By Heather Thaxter (UK) and Suzan Koseoglu (USA)
Heather and Suzan met for the first time at the Digital Pedagogies Conference (2015) this year. Heather chose the metaphorical title, “Connectivism: Plugged in or turned off? Does Connectivity equal Inclusivity?”, for a paper she co-presented with her colleague, Jane Hunt, in which they critically examined inclusivity in connectivist learning environments. In this post, we use the same metaphor Heather used in her presentation – being plugged in and turned off – to refer to our understanding and use of digital technologies in general.
Since the conference, we have exchanged many e-mails and Twitter messages discussing issues around inclusivity and digital literacy in connectivism, connected learning, and networked learning in general. Through our conversations, we discovered that we shared similar educational visions and concerns with regard to learning on the World Wide Web. We decided to open this conversation to a wider audience because as Freire noted:
Knowledge emerges only through invention and re-invention, through the restless, impatient, continuing, hopeful inquiry human beings pursue in the world, with the world, and with each other. (p. 72)
In this post, we challenge common assumptions about digital literacies and access to technology in the 21st century classes based on our experiences. We hope you will join the conversation too by leaving a comment.
Are you plugged in or turned off? What is the impact of technology on your teaching and learning? If you are like us, you feel simultaneously plugged in or turned off. No matter how hard we try, we still may not be aware of the bigger picture of how digital technologies can enable learning in so many different ways. We seem to be running flat out to keep up with emerging technologies whilst desperately trying to respond to the growing consensus that traditional learning theories are either obsolete or, at the very least, need adapting to meet the evolving needs of the 21st century learner.
Quite rightly, there is a sense of urgency to bring education into the digital age, but we believe caution is needed when introducing new digital technologies and learning theories/approaches aligning with those into our classes. We refer to the assumptions surrounding the digital literacy of our students. Our experience is that the 21st century learner may not be as connected and as technological savvy as one might think. In addition, even if students use digital technologies in everyday life, this doesn’t mean that they are comfortable or experienced in using them for their learning. This highlights the fact that the affordances of digital technology are not being fully utilised or indeed understood by a proportion of the student population. So what are the reasons?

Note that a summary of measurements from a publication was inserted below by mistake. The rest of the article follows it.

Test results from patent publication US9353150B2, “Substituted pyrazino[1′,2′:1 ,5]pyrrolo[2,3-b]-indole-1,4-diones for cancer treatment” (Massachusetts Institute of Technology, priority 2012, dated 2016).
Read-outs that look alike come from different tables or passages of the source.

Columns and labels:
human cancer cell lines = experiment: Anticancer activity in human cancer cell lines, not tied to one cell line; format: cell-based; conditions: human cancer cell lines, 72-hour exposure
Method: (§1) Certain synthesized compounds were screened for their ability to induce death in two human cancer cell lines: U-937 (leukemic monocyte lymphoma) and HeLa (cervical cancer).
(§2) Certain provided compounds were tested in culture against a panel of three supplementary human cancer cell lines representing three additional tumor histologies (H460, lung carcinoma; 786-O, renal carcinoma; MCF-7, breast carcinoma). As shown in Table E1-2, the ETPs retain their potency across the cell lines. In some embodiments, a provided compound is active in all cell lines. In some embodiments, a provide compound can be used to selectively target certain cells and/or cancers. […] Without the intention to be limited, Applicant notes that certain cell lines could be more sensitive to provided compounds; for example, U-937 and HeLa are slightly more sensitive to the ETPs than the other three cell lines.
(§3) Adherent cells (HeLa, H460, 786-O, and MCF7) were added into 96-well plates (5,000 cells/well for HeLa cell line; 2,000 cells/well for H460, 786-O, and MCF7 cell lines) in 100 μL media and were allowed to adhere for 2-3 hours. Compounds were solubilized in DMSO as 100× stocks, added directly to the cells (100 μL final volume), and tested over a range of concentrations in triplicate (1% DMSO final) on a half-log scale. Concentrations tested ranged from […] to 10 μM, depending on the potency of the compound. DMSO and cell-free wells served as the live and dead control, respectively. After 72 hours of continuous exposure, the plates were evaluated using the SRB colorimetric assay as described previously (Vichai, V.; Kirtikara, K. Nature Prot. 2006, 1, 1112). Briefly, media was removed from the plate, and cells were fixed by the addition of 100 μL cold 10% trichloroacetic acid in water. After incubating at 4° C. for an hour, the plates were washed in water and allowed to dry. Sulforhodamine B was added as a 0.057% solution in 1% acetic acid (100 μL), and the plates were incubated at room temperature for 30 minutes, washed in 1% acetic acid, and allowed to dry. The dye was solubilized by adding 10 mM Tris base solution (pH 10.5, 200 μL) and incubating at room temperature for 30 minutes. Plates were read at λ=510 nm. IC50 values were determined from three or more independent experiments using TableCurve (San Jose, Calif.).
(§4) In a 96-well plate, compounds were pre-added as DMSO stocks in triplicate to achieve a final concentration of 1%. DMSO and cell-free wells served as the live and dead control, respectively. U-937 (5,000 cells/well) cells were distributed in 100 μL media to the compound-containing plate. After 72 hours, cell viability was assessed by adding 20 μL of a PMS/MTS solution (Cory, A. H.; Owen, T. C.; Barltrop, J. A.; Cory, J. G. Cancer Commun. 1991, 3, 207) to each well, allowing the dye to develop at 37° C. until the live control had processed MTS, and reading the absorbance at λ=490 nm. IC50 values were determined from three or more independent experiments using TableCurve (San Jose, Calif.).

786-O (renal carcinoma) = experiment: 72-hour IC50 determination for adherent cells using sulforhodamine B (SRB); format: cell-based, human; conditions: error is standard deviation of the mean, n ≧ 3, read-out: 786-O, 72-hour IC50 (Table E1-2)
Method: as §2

In Heather’s experience of a widening participation context: primarily non-traditional students (mature, low socio-economic demographic) studying at a university centre in the UK, there are students who are the first in their families to enter higher education and are still very much finding their voices. This directly links to having the self-confidence that they have something to say and, perhaps more significantly, that others will want to hear it. This seems to be more evident in mature students who are often less familiar with the affordances of emerging technology, especially in relation to learning. That is not to say that this is true of all students within that context. One digitally literate student used Twitter very effectively to garner opinion concerning the educational policies of opposing political parties and then after critical analysis, incorporated the results into a poster presentation. This student was confident both in terms of using technology as a learning tool and already having an online presence. Whilst he is certainly not unique perhaps this is where we are in danger of cultivating a one size fits all mentality, despite the fact that not all students, or indeed lecturers, are keeping up with the pace: their digital footprint is barely visible in some cases.
Mature students in particular who have not been born into the digital world (in the context of widening participation), generally have certain fears and expectations about their return to education. Their educational biography is often shaped by a bad school experience, external social/familial/economic pressures and lack of opportunities, which sometimes results in learning anxiety. Often a student who has previously had a less than ideal educational experience and has taken the life-changing step to return to education will be hoping for, if not expecting, a nurturing, supportive experience the second time around. Learning anxiety may be further exacerbated due to economic disadvantage because contrary to common assumptions not everyone has the financial means to buy digital devices or connect to the internet. Therefore, if we are to introduce theories which are more compatible with the digitally connected world in which we live and learn, we will need to take such factors into account. The Connectivist approach, for example, promotes self directed learning where the onus is on the student to build a strong, individualised learning network because ‘learning and knowledge is distributed across nodes’ and then the student has to have the skill to make immediate decisions regarding the currency of that knowledge because the “capacity to know is more critical than what is currently known.” Whilst Heather acknowledges the potential of students plugging into a network which enables them to engage with and analyse diverse perspectives which they would not otherwise have been exposed to, she has also identified challenges that may turn them off. If the student is digitally illiterate, or digitally disadvantaged, this theory may be further alienating which, given the premise of connectivity and collaboration, is quite ironic.